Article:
Saturday I was fortunate to be able to present at the Social Learning Summit for Classroom 2.0 and Discovery. it was a fantastic array of content which fortunately is all free and archived here. I've done plenty of virtual presentations before but this time I actually did it in front of 30+ teachers in New Brunswick.
At any rate, this was a talk about an idea that I often allude to in my presentations but have never devoted an entire talk to it. Along with the help of some great friends, I shared some ideas about "silly". It's not the typical tool or how to session but there are some ideas here that I'm still working through and trying to fully understand. Like most of my work world, this is a sandbox presentation, playing with ideas and seeing if they resonate. You tell me.
Blackboard Collaborate Presentation
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Susan Carter Morgan writes,
These days, though, I am finding myself struggling to share. I remember waking up one day last summer, moving through my morning routine of checking twitter, Google reader (and then Google Plus) as I had my morning coffee. Suddenly, a thought flashed into my head. “I don’t want to do this anymore.”
Closing my laptop, I headed out the door and took a long walk. I wish I could tell you I had some epiphany. And, no, I didn’t immediately stop using social media tools. But these past few months, I have found myself slowing down to a crawl.
I value the friends and connections I’ve made online, but I have tired of the conversations and this need to always be “on.” Instead of joy, I feel stress. I know, that’s my problem, not social media’s. Yet, I wonder….
This is not a new phenomenon. For those of us who have dedicated significant portions of our lives online have likely all felt this way at times. Having just spend a few days completely disconnected, I have to say it was refreshing. Yet coming back I didn't feel like I needed to dive in fully. There was actually … Read the rest
I think the phrase I'm looking for is intentional serendipity. I think it's Peter Skillen's term but there may be others using a similar concept. In a world where play and wonder should really be considered essential dispositions, our education rarely values learning that isn't somehow tied to a chosen standard or outcome.
Unlike a classroom where a teacher controls the lecture, the organic communities that emerge through collectives produce meaningful learning because the inquiry that arises comes from the collective itself.
Integral to this idea is giving yourself opportunities to experience and facilitate serendipitous learning. Currently there really isn't a better way to make this happen than twitter.
Here's the story.
Yesterday I'm attending a full day workshop (workshop is a loose term, it was really a 5 hour lecture) with Dr. Larry Bendtro, researcher and founder of the Circle of Courage Institute which focuses on reclaiming at risk students. Dr. Bendtro is a good speaker and while a 5 hour lecture isn't an ideal way to learn, there were lots of nuggets of learning I took away.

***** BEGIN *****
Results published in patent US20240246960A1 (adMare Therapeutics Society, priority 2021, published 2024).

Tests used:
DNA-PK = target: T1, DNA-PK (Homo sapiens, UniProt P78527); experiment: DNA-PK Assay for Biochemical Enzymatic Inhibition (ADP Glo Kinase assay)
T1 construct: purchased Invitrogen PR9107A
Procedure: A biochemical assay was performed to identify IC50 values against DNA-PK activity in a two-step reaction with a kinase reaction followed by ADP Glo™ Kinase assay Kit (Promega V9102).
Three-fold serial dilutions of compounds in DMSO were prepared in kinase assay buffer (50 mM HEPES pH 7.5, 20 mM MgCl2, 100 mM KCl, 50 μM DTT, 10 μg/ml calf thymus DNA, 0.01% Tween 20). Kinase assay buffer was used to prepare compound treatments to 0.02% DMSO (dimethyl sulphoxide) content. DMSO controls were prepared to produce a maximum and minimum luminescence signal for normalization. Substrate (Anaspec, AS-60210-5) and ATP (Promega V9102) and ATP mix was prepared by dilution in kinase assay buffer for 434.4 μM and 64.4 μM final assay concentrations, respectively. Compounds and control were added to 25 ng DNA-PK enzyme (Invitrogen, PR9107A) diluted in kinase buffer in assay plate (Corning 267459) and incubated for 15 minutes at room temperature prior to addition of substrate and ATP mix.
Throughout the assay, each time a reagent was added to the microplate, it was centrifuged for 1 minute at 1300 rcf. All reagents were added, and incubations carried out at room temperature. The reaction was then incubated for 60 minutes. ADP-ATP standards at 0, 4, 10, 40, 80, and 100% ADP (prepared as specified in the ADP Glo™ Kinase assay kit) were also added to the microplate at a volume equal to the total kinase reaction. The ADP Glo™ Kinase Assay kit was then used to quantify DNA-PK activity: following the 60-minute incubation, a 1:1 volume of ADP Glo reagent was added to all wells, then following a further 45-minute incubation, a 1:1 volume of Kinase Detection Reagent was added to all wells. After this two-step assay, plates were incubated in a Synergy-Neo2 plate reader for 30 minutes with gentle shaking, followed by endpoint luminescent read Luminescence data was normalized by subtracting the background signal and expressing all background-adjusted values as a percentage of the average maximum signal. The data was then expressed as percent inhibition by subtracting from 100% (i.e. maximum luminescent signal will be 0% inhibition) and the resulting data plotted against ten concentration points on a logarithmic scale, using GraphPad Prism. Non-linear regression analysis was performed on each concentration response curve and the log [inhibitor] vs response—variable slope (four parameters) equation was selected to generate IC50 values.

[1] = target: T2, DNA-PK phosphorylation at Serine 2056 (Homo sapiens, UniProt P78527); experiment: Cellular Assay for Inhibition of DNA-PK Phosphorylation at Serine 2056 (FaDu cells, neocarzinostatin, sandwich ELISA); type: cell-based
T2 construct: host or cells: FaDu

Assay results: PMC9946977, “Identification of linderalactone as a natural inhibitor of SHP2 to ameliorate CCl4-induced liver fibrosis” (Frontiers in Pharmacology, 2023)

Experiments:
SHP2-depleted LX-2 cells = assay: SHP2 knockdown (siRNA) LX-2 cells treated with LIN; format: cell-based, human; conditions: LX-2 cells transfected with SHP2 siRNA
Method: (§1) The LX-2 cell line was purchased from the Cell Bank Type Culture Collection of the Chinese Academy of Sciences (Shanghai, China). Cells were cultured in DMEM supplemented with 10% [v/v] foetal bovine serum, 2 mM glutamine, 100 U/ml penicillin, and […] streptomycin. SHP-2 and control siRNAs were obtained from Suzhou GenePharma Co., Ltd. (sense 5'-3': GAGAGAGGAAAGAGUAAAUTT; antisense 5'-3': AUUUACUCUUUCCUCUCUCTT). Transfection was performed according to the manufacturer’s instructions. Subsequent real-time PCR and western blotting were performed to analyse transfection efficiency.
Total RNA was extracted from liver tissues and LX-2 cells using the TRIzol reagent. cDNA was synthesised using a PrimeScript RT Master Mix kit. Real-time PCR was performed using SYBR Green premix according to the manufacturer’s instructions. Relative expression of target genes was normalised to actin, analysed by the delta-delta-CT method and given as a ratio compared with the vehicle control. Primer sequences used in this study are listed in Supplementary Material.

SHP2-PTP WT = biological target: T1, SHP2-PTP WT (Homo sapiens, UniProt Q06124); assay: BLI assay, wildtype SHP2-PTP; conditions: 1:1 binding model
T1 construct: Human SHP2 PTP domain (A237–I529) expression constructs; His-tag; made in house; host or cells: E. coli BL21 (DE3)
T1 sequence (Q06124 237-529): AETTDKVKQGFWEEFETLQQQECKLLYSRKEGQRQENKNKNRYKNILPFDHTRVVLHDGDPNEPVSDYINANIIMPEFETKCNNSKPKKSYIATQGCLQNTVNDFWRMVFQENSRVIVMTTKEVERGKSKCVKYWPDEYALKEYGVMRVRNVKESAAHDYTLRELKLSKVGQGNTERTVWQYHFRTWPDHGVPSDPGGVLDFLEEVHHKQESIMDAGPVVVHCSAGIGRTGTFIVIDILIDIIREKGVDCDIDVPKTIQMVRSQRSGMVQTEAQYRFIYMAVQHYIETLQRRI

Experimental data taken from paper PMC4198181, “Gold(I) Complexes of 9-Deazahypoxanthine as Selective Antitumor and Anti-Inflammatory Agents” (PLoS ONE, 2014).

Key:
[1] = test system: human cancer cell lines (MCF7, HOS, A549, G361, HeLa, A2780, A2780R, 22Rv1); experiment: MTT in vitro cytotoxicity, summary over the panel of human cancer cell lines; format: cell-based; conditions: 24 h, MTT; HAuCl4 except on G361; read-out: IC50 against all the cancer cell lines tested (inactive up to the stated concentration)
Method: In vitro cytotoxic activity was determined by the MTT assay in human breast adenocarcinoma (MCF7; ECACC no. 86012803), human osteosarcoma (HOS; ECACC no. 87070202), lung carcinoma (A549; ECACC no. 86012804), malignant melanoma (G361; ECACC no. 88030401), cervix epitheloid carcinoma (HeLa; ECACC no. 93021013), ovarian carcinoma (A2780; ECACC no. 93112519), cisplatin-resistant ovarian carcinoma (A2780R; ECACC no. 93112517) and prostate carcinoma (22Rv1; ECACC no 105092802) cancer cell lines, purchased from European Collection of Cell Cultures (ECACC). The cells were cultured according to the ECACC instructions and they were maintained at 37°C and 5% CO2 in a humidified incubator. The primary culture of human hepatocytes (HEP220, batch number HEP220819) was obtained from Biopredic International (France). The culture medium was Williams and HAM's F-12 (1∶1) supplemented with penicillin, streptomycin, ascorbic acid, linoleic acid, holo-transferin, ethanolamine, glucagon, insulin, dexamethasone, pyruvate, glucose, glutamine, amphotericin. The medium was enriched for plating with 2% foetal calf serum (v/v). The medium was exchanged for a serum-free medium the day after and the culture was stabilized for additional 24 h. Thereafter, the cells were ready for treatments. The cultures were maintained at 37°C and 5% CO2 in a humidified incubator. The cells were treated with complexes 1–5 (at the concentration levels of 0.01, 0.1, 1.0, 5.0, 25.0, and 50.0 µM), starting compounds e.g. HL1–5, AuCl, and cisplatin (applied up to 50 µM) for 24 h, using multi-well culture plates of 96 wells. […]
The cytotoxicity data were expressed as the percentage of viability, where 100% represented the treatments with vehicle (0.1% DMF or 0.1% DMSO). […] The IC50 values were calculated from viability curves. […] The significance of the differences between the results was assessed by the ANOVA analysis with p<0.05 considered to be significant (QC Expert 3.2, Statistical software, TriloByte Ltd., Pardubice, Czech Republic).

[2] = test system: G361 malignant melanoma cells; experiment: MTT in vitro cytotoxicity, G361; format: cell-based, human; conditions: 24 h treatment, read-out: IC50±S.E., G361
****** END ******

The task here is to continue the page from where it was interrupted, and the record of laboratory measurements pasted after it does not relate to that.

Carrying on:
Sitting in the auditorium made up of educators and community people, I did see several ipads out … Read the rest
I like design and I like making slides. We know that images can increase recall and understanding. You don't have to agree and this post isn't so much about convincing you of that as it is about the wonderful ways in which collaboration and push back can happen online and actually make things better.
I've been thinking about the phrase which I have come to dislike, "it's not about the technology" I wanted to capture that idea in an image and began thinking about the way musicians use their instruments. Trying to find a name of someone who would be most recognizable I chose Yo Yo Ma. You don't have to acknowledge if you've never heard of him before because the image I found tells you all you need to know about his love of music and the cello.
So I began with this:
After I posted it to flickr, Darren chimed in with this suggestion:
Try using a brown similar to the cello instead of yellow. You can use the colour picker in Keynote to do that.
Love the pic, and the quote.
I tried that and responded:
Tried your advice Darren
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I had the privilege of presenting to 150 high school teachers in Elk island Public Schools on Friday. Keeping participants active with limited technology and moving beyond table discussions to experience some of the themes I wanted to explore was a good challenge for me. Fortunately, I was able to work fairly closely with a great leadership team from the district that wanted to insure a day of learning that met their needs and provided opportunity for follow-up.
I thought I would share a little about the content as well as the format and process of this workshop in case it has value and ideas that others might find useful as well as a chance to provide any suggestions for improvement.
For the morning I decided to chunk my keynote into 3 sections and offer a chance to play and learn in between. My plan was somewhat derailed as my brand new MacBook Pro decided to have a kernel panic twice during my talk and caused me to restart. Some fancy footwork hopefully kept the momentum going and participants were kind and willing to go with the flow. I thought my presentation was synced to my ipad via Dropbox but … Read the rest